The family histories are 929s, and the town histories are 974s. Knowing that will help you navigate facilities such as Bangor Public Library and Maine State Library in Augusta.
But Special Collections at the University of Maine’s Fogler Library in Orono has its own numbering system, and really, if you want to make sure you don’t miss anything, using a card catalog can be a big help as well as a time saver.
The best thing to do, as I’ve often said, is to make a list of the resources you want to check at a particular facility, with call numbers. And often, you can check the “card catalog” from any computer with Internet access.
For Bangor Public Library, Maine State Library and Fogler Library at UM, we love URSUS at http://ursus.maine.edu
Add to that list of libraries by visiting MAINECAT at http://mainecat.maine.edu
A couple of weeks ago, I mentioned Jack Ahern’s “Bound for Munsungun,” which includes information on several local families from the Munsungan Lake area.
Checking both URSUS and MAINECAT, I found that the Munsungun book is in Bangor Public Library, Maine State Library, Fogler Library, Colby College Library in Waterville, Lewiston Public Library and the University of New England Library.
Keep in mind that not all local libraries are included in these catalogs.
I like to search library catalogs by keyword. More rare keywords work well, such as Munsungun and Piscataquis.
For a place such as Greenville, it’s best to add the state because there are several towns by that name. Why would libraries in Maine have material on the other Greenvilles? Well, UM’s Fogler Library is a repository of federal documents, including lots of miscellaneous items on towns and cities outside Maine.
Both MSL and UM’s Fogler Library have Emma J. True’s “History of Greenville, 1836-1936,” a small volume which isn’t big on genealogy.
Those libraries and Bangor Public Library each have William R. Sawtell’s “Glimpses of Greenville,” which includes Linda Hubbard McBreairty’s interview with longtime resident Harold Walden.
All three of those libraries, plus Maine Historical Society in Portland, Bowdoin College Library in Brunswick and Scarborough Public Library have Otis Hayford’s “History of the Hayford Family, 1100-1900, with biographical sketches and illustrations: its connections by the Bonney, Fuller and Phinney families with the Mayflower, 1620, Chickering family, 1356-1900.”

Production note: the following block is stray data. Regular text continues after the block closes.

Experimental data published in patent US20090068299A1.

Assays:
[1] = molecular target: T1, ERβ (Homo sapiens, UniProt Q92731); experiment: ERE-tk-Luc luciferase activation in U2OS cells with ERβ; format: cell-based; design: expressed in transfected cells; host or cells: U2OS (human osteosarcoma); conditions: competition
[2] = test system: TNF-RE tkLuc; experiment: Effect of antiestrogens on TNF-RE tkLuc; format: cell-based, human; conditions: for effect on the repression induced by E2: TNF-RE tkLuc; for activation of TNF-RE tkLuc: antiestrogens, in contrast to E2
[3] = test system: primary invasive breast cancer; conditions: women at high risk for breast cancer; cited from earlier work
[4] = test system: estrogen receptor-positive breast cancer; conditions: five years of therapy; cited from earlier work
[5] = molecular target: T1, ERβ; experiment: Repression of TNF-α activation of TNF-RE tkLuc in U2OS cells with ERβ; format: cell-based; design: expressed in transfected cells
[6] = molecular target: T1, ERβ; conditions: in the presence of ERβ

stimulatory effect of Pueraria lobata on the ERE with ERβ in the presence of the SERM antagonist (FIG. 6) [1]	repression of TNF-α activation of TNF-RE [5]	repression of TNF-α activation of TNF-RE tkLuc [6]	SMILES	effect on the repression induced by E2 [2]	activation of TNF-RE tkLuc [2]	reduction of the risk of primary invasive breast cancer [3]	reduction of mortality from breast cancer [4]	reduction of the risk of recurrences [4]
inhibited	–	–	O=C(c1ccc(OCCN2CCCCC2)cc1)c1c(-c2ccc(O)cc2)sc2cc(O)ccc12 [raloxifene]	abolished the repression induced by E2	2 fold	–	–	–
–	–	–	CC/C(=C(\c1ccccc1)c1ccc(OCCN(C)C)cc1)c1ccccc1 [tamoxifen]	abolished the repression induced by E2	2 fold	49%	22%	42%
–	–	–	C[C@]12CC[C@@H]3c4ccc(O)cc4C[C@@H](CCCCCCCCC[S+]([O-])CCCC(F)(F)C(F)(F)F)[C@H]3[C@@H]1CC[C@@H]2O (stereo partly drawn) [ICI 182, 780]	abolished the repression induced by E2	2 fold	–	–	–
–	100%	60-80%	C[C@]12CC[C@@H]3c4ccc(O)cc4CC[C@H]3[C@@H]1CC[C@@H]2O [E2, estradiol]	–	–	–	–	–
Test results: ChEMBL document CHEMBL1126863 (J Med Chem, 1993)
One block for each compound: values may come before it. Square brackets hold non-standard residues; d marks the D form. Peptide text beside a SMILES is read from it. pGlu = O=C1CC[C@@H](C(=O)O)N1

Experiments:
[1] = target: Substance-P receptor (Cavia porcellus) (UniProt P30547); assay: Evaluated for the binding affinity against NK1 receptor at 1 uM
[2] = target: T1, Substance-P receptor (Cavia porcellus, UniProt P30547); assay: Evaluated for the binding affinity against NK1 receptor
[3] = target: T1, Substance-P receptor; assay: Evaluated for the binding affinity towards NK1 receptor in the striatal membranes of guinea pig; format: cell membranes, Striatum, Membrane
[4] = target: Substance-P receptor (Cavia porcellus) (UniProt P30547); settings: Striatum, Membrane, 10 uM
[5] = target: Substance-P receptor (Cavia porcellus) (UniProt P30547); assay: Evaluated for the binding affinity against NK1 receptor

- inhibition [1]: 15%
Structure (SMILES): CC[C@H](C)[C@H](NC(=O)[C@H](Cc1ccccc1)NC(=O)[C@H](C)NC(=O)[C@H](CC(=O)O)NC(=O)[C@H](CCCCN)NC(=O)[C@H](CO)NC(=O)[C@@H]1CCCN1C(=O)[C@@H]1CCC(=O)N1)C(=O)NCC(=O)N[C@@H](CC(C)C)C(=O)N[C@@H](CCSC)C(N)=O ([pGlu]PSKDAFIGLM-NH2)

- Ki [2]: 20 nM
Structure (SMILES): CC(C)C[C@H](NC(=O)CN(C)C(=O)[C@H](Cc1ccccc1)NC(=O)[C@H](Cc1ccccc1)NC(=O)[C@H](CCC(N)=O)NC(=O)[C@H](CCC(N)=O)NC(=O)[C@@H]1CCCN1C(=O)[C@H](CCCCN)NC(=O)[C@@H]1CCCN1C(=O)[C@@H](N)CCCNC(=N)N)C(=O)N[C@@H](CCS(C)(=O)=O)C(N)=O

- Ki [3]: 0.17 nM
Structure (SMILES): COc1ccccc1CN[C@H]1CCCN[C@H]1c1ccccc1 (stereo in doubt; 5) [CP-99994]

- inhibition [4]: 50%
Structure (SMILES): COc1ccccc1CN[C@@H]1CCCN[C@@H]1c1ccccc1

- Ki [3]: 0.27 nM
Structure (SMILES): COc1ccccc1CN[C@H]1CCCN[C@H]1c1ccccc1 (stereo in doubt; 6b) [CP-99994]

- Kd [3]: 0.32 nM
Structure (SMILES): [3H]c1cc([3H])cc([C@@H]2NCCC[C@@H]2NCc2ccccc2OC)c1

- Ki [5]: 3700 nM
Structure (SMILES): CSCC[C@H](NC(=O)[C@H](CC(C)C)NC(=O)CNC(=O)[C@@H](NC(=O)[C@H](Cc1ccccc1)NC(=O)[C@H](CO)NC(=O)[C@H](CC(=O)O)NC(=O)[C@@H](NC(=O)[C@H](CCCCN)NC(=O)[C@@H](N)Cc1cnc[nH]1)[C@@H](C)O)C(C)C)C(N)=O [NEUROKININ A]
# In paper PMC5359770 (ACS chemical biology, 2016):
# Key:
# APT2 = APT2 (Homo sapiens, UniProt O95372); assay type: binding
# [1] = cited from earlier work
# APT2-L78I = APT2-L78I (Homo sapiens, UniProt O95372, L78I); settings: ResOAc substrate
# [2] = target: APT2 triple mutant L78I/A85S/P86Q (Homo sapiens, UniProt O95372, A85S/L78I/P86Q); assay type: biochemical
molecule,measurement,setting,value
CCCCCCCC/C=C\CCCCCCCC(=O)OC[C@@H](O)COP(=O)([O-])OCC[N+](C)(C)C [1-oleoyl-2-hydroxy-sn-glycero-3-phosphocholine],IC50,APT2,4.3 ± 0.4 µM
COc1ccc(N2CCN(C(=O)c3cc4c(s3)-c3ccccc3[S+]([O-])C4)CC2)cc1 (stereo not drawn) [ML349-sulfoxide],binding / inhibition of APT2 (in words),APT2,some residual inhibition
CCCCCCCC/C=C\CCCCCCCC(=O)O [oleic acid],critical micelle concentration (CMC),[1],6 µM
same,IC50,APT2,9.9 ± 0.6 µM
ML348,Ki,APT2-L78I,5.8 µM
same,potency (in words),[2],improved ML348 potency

This family includes the Hayford family that is connected to Hayford Park off Union Street in Bangor.
Isn’t it wonderful when a card catalogue entry includes mention of other families that can be found in the book? Here’s one from MAINECAT:
Axel Hayford Reed’s “Genealogical Record of the Reads, Reeds, the Bisbees, the Bradfords of the United States of America in the line of Esdras Read of Boston and England, 1635-1915. Thomas Besbedge or Bisbee of Scituate, Mass., and England, 1634 to 1915. Governor William Bradford of Plymouth, Mass., and England, 1620 to 1915. And their connections, with biographical sketches, illustrations, military services, etc., etc., etc.”
Etc., etc., etc?
Maine State Library has that book, as does the Maine Historical Society in Portland.
It’s vital to know the hours of the library you plan to visit, so call ahead or check the Web site before going.
Many libraries are open more hours during the school year than in the summer.
• Bangor Public Library is open 9 a.m.-8 p.m. Monday through Thursday, and 9 a.m.-5 p.m. Friday and Saturday.
• Maine State Library is open 9 a.m.-8 p.m. Monday through Thursday, 9 a.m.-5 p.m. Friday, and 9 a.m.-2 p.m. Saturday.
• Fogler Library at the University of Maine in Orono has hours that vary. I usually call the “hours recording” at 581-1664 before making the trip. During the school year, it’s best to go at 4 p.m. or later weekdays, or anytime they’re open weekends. Still, check the hours because they are shorter when the students are on a break. When school is in session, Special Collections on the third floor, in what used to be called the Maine Room, is open 9 a.m.-4 p.m. Monday, 9 a.m.-7 p.m. Tuesday and Wednesday, 9 a.m.-4 p.m. Thursday and Friday, and 10 a.m.-noon and 1-4 p.m. Saturday. Even when Special Collections is closed, you can check the stacks for books on other states and Canada. In addition, microfilm with census records, Maine vital records 1892-1955 and newspapers are available whenever the library is open.
Keep in mind that many of the books we are most interested in as genealogists “do not circulate,” because they are essentially reference works that should be in libraries all the time.
But unless they are very old and fragile, we can photocopy pages from these books to take home and peruse. Don’t forget to copy the title page as well for later reference.
Send genealogy queries to Family Ties, Bangor Daily News, P.O. Box 1329, Bangor, ME 04402; or e-mail queries to email@example.com.